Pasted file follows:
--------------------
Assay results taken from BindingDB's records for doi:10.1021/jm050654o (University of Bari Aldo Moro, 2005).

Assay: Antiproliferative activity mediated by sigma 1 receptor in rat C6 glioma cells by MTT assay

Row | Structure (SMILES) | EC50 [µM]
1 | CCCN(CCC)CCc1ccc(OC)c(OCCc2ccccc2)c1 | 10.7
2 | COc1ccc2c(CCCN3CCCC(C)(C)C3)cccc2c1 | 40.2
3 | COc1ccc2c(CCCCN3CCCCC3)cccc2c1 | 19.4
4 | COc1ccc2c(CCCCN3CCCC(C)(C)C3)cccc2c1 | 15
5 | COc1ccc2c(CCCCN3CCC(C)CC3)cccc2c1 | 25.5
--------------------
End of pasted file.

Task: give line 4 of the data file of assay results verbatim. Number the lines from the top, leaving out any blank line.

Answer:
1 | CCCN(CCC)CCc1ccc(OC)c(OCCc2ccccc2)c1 | 10.7